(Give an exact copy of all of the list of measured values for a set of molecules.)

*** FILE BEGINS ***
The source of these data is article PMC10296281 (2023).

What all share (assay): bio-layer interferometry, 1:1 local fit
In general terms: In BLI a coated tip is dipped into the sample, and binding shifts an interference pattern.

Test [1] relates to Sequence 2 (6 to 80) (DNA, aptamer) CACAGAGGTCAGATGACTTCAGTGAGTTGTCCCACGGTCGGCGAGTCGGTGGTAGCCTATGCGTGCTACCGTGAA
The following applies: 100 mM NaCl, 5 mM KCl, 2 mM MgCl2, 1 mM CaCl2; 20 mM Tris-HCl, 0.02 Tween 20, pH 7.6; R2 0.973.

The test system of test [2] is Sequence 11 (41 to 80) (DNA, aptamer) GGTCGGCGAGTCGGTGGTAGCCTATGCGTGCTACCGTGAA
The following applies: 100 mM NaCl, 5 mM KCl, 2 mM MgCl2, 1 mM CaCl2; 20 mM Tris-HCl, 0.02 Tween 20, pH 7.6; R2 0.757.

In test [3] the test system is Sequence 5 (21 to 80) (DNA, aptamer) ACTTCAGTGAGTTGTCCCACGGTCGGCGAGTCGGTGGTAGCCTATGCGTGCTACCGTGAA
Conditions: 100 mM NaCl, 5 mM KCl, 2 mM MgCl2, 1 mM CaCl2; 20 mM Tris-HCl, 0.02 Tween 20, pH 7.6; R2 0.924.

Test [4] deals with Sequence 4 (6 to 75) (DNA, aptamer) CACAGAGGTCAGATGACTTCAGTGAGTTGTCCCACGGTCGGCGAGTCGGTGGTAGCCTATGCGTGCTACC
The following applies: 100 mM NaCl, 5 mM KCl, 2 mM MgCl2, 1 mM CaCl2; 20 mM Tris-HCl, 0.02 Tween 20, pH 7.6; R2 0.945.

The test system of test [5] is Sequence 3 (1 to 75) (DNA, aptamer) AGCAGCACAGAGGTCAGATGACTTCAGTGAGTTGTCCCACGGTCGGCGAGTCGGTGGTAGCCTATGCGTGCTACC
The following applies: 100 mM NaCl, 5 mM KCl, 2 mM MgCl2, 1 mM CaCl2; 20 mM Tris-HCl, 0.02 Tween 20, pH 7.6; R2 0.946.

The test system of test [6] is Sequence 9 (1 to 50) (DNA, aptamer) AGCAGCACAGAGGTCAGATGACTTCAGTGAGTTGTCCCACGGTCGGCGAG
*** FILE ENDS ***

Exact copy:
The source of these data is article PMC10296281 (2023).

What all share (assay): bio-layer interferometry, 1:1 local fit
In general terms: In BLI a coated tip is dipped into the sample, and binding shifts an interference pattern.

Test [1] relates to Sequence 2 (6 to 80) (DNA, aptamer) CACAGAGGTCAGATGACTTCAGTGAGTTGTCCCACGGTCGGCGAGTCGGTGGTAGCCTATGCGTGCTACCGTGAA
The following applies: 100 mM NaCl, 5 mM KCl, 2 mM MgCl2, 1 mM CaCl2; 20 mM Tris-HCl, 0.02 Tween 20, pH 7.6; R2 0.973.

The test system of test [2] is Sequence 11 (41 to 80) (DNA, aptamer) GGTCGGCGAGTCGGTGGTAGCCTATGCGTGCTACCGTGAA
The following applies: 100 mM NaCl, 5 mM KCl, 2 mM MgCl2, 1 mM CaCl2; 20 mM Tris-HCl, 0.02 Tween 20, pH 7.6; R2 0.757.

In test [3] the test system is Sequence 5 (21 to 80) (DNA, aptamer) ACTTCAGTGAGTTGTCCCACGGTCGGCGAGTCGGTGGTAGCCTATGCGTGCTACCGTGAA
Conditions: 100 mM NaCl, 5 mM KCl, 2 mM MgCl2, 1 mM CaCl2; 20 mM Tris-HCl, 0.02 Tween 20, pH 7.6; R2 0.924.

Test [4] deals with Sequence 4 (6 to 75) (DNA, aptamer) CACAGAGGTCAGATGACTTCAGTGAGTTGTCCCACGGTCGGCGAGTCGGTGGTAGCCTATGCGTGCTACC
The following applies: 100 mM NaCl, 5 mM KCl, 2 mM MgCl2, 1 mM CaCl2; 20 mM Tris-HCl, 0.02 Tween 20, pH 7.6; R2 0.945.

The test system of test [5] is Sequence 3 (1 to 75) (DNA, aptamer) AGCAGCACAGAGGTCAGATGACTTCAGTGAGTTGTCCCACGGTCGGCGAGTCGGTGGTAGCCTATGCGTGCTACC
The following applies: 100 mM NaCl, 5 mM KCl, 2 mM MgCl2, 1 mM CaCl2; 20 mM Tris-HCl, 0.02 Tween 20, pH 7.6; R2 0.946.

The test system of test [6] is Sequence 9 (1 to 50) (DNA, aptamer) AGCAGCACAGAGGTCAGATGACTTCAGTGAGTTGTCCCACGGTCGGCGAG